Article by Jijo John
Quite often we come across interiors which have a combination of very bright and very dark areas. The contrast level is simply too high for our digital cameras to capture in a single image. High end DSLR cameras like the Canon 5D MK III and Nikon D 800 are way better than their predecessors, but even they could not handle the dynamic range present in certain situations in a satisfactory manner.
When faced with such a situation we photographers have basically two options. One is to use lights (strobes or continuous light sources) to fill in the shadow areas thus making the whole scene come within the dynamic range of the camera. Our Second option is to use HDR, or put simply take multiple shots exposing different areas of the scene properly and then putting it together in image editing software like Adobe Photoshop.
Both methods have their advantages and disadvantages, but the major disadvantage of using supplemental lighting are:
- It is simply impossible to recreate the exact effect created by the interior lighting when using strobes or continuous lights and
- The time and effort needed to light a large interior is simply exhaustive, not to mention the amount of gear needed and what it’ll cost. Moreover in certain cases you simply can’t light certain areas the way you wish due to practical limitations in the scene.
In comparison taking multiple exposures and combining them into a single exposures is quite simple if you adhere to certain guidelines.
Tips for Shooting Base exposures required for blending
- My preferred method is to set the camera spot metering mode and take readings from the brightest area and also from the darkest area. This will tell me the amount of contrast present in the scene.
- Now I set my camera up firmly on a solid tripod, take an exposure that nicely balances both the highlights and shadows and then get the additional exposures necessary. Since I know the amount of dynamic range in the scene I could easily determine the number of exposures I need both ways (underexposed and overexposed). I prefer to shoot in manual mode so all I need to do is adjust the shutter speed up and down.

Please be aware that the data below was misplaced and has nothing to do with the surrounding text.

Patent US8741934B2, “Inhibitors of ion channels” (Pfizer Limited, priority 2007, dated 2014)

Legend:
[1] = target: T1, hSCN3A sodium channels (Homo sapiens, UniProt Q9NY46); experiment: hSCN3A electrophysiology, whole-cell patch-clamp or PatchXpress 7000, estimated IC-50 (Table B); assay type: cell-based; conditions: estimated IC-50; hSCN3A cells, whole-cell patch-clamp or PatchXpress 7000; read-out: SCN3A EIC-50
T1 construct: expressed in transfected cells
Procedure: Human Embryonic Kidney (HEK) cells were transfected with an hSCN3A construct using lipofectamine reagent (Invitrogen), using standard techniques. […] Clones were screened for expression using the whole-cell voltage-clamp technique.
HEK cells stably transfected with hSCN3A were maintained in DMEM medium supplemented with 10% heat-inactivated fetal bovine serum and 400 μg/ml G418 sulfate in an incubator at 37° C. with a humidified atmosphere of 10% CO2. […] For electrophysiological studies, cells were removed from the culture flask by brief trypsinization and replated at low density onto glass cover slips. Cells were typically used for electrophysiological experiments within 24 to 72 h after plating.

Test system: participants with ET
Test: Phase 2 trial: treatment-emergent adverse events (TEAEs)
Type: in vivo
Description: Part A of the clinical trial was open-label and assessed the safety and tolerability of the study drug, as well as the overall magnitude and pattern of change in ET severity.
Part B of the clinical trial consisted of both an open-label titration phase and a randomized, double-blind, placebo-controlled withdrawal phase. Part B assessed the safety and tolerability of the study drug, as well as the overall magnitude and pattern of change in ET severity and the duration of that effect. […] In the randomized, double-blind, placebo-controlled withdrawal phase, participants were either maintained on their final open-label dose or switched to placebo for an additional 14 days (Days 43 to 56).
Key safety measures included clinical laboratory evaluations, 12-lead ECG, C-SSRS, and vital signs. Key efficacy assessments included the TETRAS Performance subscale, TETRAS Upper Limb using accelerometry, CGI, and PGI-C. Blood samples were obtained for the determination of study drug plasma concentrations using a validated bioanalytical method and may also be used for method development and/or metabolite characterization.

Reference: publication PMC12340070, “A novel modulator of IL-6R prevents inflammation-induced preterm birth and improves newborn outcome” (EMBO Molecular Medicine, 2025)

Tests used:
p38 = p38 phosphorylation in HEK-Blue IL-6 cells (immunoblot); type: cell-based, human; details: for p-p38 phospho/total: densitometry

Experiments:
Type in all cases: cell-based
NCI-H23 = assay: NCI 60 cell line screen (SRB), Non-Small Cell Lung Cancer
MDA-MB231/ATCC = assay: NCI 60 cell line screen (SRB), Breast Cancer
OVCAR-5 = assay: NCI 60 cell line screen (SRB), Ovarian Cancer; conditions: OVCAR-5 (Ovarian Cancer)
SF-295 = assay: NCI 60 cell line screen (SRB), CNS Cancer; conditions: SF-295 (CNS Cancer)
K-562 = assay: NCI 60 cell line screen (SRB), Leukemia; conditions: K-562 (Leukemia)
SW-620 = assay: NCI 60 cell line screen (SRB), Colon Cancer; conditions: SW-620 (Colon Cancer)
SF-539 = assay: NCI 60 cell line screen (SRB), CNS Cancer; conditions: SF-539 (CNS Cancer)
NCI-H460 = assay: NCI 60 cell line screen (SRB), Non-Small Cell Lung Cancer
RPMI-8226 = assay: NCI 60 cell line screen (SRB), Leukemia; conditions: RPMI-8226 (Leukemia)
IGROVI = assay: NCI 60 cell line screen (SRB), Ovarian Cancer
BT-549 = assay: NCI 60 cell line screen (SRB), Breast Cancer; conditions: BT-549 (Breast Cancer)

- It is recommended that you get your white balance settings as accurate as possible using the Kelvin settings even though you can later adjust them in post production (if you shoot RAW -which you should). Using Auto White Balance feature is not recommended as chances are white balance settings may change from shot to shot making it impossible to synchronize many files taken at the same settings in a single action.
- Make sure the exposure difference between shots is not too much; if that happens you will find hard transition in certain areas difficult to tackle while post processing.
- Make sure you have all the highlight details you need in your darkest exposure and all the shadow details you need in your brightest exposure.
Here’s a couple of examples.
The pictures given below are single exposures as per exposure suggestions given by the camera. the bright windows caused the camera to underexpose the scenes. But if i try to increase exposure by raising the shutter speed i will end up clipping my highlights, totally losing detail on the window and also the interior lights.
Click on the images to enlarge.
|Exposure suggested by the camera.|
Ty imagining the amount of work involved in properly lighting such big spaces, the amount of time and effort required and also the cost of lights, support systems, modifiers, cost of assistants etc. even with all that it is a very difficult task to exactly match the feel given by the existing interior lighting. So what we did was take a series of exposures.
First thing we did was to take an exposure which was 2/3rd of a stop under than the ones given above (which was suggested by the camera and we treat it as our base exposure) to capture detail in the brightest highlights (windows).
|Purposefully underexposed image for the window details|
Now we did an exposure which is 2/3rd of a stop over the base exposure. This is for details in the interior lights. You could see that the windows are now slightly blown out.
|Exposure for interior lights|
And now a final exposure for the shadow areas. This is 1 1/3 stops over exposed than the base shot. Windows and interior lights are now completely blow out but the floor and ceiling has now come alive.
|Exposure for floor and ceiling|
So now we have four different exposures of the same scenes all taken with the camera secured on a tripod. We have not used even a single light for these shots, now let us see the final images.
|4 exposures combined in photoshop|
And here's the second shot.
|combined shot - 4 exposures|
The possibilities of this technique is endless, provided you keep it realistic. It is very easy to go overboard while editing and create a very unrealistic or surreal looking image. That is not what architects, design firms or property owners demand from professional photographers. In the next article we will discuss how best to combine the different exposures using Adobe Photoshop.